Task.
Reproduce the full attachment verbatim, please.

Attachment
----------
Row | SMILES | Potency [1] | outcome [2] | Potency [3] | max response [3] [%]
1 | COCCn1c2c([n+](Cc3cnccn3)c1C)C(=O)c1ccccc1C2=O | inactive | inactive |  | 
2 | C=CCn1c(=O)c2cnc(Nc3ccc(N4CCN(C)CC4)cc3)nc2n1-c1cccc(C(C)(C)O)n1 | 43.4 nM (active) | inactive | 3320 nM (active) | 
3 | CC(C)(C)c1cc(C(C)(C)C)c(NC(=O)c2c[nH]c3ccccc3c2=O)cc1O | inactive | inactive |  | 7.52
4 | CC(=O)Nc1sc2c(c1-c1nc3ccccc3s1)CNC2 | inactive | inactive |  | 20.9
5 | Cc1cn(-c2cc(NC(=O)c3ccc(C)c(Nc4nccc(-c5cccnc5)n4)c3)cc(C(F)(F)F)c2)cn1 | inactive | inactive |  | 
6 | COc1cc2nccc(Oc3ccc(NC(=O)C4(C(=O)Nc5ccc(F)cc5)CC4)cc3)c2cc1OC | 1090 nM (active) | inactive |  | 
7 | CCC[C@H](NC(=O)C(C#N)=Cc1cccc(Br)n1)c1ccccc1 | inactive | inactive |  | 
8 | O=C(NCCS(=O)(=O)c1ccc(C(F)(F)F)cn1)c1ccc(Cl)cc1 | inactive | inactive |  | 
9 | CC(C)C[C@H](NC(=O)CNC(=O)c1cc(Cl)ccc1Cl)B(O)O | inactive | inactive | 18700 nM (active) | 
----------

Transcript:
Row | SMILES | Potency [1] | outcome [2] | Potency [3] | max response [3] [%]
1 | COCCn1c2c([n+](Cc3cnccn3)c1C)C(=O)c1ccccc1C2=O | inactive | inactive |  | 
2 | C=CCn1c(=O)c2cnc(Nc3ccc(N4CCN(C)CC4)cc3)nc2n1-c1cccc(C(C)(C)O)n1 | 43.4 nM (active) | inactive | 3320 nM (active) | 
3 | CC(C)(C)c1cc(C(C)(C)C)c(NC(=O)c2c[nH]c3ccccc3c2=O)cc1O | inactive | inactive |  | 7.52
4 | CC(=O)Nc1sc2c(c1-c1nc3ccccc3s1)CNC2 | inactive | inactive |  | 20.9
5 | Cc1cn(-c2cc(NC(=O)c3ccc(C)c(Nc4nccc(-c5cccnc5)n4)c3)cc(C(F)(F)F)c2)cn1 | inactive | inactive |  | 
6 | COc1cc2nccc(Oc3ccc(NC(=O)C4(C(=O)Nc5ccc(F)cc5)CC4)cc3)c2cc1OC | 1090 nM (active) | inactive |  | 
7 | CCC[C@H](NC(=O)C(C#N)=Cc1cccc(Br)n1)c1ccccc1 | inactive | inactive |  | 
8 | O=C(NCCS(=O)(=O)c1ccc(C(F)(F)F)cn1)c1ccc(Cl)cc1 | inactive | inactive |  | 
9 | CC(C)C[C@H](NC(=O)CNC(=O)c1cc(Cl)ccc1Cl)B(O)O | inactive | inactive | 18700 nM (active) | 